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This Veterans Day, Let's Focus on Helping Ex-Military Become Entrepreneurs

Honoring veterans each Veterans Day is important, but helping our veterans succeed following their service to our country is even more so.

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Every year, 250,000 military members leave the service and enter the civilian workforce. Making the transition to civilian life is one of the greatest challenges they face in their careers. While remembering, honoring and thanking veterans is important each Veterans Day --- and every day for that matter -- helping our veterans succeed following their service to our country is equally vital.

KenTannenbaum | Getty Images

Related: 5 Veterans Share Their Tips for Successfully Transitioning From Service to Entrepreneurship

Through their military training, tested leadership and professional skill sets, veterans are often uniquely suited to work in industries outside the military. Many organizations actively recruit veterans for this very reason. Companies like PenFed, UPS, Coca Cola and Home Depot have robust veteran hiring programs that harness these skills for the civilian sector.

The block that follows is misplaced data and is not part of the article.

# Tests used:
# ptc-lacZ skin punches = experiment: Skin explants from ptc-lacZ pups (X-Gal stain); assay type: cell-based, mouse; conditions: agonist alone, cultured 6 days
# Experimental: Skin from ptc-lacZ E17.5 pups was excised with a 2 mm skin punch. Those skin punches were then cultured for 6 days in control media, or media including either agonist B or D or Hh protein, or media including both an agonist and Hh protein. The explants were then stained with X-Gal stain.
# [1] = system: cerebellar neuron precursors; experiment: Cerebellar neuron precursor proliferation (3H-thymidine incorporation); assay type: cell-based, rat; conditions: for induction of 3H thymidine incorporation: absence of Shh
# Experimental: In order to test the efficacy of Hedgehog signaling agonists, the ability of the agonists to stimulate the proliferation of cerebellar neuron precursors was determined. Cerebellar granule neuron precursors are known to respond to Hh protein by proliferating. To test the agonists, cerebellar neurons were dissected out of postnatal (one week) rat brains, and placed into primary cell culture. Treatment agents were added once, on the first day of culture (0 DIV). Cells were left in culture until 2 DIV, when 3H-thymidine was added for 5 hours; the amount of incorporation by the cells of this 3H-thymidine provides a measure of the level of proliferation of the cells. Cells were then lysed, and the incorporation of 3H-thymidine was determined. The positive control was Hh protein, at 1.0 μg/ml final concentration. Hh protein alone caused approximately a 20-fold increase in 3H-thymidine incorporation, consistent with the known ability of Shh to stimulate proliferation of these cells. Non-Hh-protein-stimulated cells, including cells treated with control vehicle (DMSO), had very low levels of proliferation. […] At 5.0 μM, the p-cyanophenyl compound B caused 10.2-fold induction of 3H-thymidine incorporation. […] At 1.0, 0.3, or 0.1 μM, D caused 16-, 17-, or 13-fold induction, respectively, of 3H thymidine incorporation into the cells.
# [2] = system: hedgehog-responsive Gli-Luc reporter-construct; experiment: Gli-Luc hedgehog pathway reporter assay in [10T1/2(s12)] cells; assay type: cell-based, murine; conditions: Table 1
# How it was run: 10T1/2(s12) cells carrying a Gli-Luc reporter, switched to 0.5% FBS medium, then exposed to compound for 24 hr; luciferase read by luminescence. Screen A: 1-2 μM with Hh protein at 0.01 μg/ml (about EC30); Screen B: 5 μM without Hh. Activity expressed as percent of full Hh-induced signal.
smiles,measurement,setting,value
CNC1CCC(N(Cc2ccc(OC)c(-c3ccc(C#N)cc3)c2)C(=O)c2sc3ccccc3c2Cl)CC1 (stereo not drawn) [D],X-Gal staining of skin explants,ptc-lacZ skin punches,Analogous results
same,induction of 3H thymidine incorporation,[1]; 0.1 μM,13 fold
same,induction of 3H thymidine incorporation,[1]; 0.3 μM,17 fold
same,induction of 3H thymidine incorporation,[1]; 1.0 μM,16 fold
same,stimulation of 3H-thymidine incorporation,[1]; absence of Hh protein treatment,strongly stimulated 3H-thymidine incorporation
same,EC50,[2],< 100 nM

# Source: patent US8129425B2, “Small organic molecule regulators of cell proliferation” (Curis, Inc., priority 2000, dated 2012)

Still, finding employment can be difficult, especially for young veterans. The U.S. Department of Veterans Affairs predicts that our nation will have almost two million veterans under age 34 by 2020. And despite studies showing that hiring veterans is one of the best moves a business can make, many employers don't recognize that the skills veterans gain both on and off the battlefield are perfectly suited for many business environments.

Veterans have a history of entrepreneurship.

Traditionally, many Veterans started their own businesses after leaving the service. Half of all American World War II Veterans and 40 percent of Korean War Veterans became entrepreneurs. Today, of the 5.5 million businesses in the United States, 7 percent are veteran-owned.

But that number is declining. Only 4.5 percent of the 3.6 million people who have served in the U.S. military since September 11, 2001, have launched a company. Why the decline? Pressure to settle for a financially secure position, and a lack of networking opportunities, are part of the problem.

Perhaps most importantly, many veterans today simply cannot get financing without a business history -- which most veterans don't have. Over half of businesses today require up to $25,000 to start. That's a lot of money for the average service member just coming out of the military.

This is one reason why the PenFed Foundation I lead launched the Veteran Entrepreneur Investment Program (VEIP) this year. VEIP helps veteran-owned businesses succeed by providing seed money to get started and a support network of over 1,700 business partners. Since we announced the program in April, we've raised more than $1.4 million from businesses that support veteran entrepreneurs.

Related: The Service Industry: Why Veterans Are Flocking to the Franchise World